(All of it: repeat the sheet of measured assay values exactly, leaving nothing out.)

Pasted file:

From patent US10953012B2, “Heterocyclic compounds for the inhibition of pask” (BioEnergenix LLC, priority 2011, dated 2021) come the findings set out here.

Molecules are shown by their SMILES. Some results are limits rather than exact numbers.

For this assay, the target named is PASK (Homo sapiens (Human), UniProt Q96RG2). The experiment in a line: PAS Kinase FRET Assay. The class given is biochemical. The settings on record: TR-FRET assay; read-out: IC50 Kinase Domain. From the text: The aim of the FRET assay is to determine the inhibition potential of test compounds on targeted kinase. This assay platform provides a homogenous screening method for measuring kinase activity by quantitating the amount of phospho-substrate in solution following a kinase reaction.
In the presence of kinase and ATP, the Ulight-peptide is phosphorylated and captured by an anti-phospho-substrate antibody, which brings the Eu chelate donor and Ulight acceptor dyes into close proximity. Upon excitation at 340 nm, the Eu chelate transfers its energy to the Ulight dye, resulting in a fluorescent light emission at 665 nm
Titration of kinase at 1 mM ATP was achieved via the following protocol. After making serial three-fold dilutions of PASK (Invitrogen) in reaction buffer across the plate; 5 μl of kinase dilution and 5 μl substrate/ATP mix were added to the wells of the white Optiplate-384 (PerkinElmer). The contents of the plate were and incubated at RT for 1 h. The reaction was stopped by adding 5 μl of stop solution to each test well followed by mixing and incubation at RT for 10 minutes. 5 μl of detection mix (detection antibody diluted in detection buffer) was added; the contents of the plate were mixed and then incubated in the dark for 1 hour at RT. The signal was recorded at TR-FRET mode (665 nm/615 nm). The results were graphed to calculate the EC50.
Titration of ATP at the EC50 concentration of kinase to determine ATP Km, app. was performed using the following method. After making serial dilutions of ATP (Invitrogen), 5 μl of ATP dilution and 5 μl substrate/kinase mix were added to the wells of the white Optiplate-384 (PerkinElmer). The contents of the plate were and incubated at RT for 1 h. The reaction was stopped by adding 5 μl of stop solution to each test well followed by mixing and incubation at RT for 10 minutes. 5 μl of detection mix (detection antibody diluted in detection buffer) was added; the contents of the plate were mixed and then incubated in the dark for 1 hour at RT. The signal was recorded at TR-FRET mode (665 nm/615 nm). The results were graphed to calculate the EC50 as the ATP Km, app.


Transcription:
From patent US10953012B2, “Heterocyclic compounds for the inhibition of pask” (BioEnergenix LLC, priority 2011, dated 2021) come the findings set out here.

Molecules are shown by their SMILES. Some results are limits rather than exact numbers.

For this assay, the target named is PASK (Homo sapiens (Human), UniProt Q96RG2). The experiment in a line: PAS Kinase FRET Assay. The class given is biochemical. The settings on record: TR-FRET assay; read-out: IC50 Kinase Domain. From the text: The aim of the FRET assay is to determine the inhibition potential of test compounds on targeted kinase. This assay platform provides a homogenous screening method for measuring kinase activity by quantitating the amount of phospho-substrate in solution following a kinase reaction.
In the presence of kinase and ATP, the Ulight-peptide is phosphorylated and captured by an anti-phospho-substrate antibody, which brings the Eu chelate donor and Ulight acceptor dyes into close proximity. Upon excitation at 340 nm, the Eu chelate transfers its energy to the Ulight dye, resulting in a fluorescent light emission at 665 nm
Titration of kinase at 1 mM ATP was achieved via the following protocol. After making serial three-fold dilutions of PASK (Invitrogen) in reaction buffer across the plate; 5 μl of kinase dilution and 5 μl substrate/ATP mix were added to the wells of the white Optiplate-384 (PerkinElmer). The contents of the plate were and incubated at RT for 1 h. The reaction was stopped by adding 5 μl of stop solution to each test well followed by mixing and incubation at RT for 10 minutes. 5 μl of detection mix (detection antibody diluted in detection buffer) was added; the contents of the plate were mixed and then incubated in the dark for 1 hour at RT. The signal was recorded at TR-FRET mode (665 nm/615 nm). The results were graphed to calculate the EC50.
Titration of ATP at the EC50 concentration of kinase to determine ATP Km, app. was performed using the following method. After making serial dilutions of ATP (Invitrogen), 5 μl of ATP dilution and 5 μl substrate/kinase mix were added to the wells of the white Optiplate-384 (PerkinElmer). The contents of the plate were and incubated at RT for 1 h. The reaction was stopped by adding 5 μl of stop solution to each test well followed by mixing and incubation at RT for 10 minutes. 5 μl of detection mix (detection antibody diluted in detection buffer) was added; the contents of the plate were mixed and then incubated in the dark for 1 hour at RT. The signal was recorded at TR-FRET mode (665 nm/615 nm). The results were graphed to calculate the EC50 as the ATP Km, app.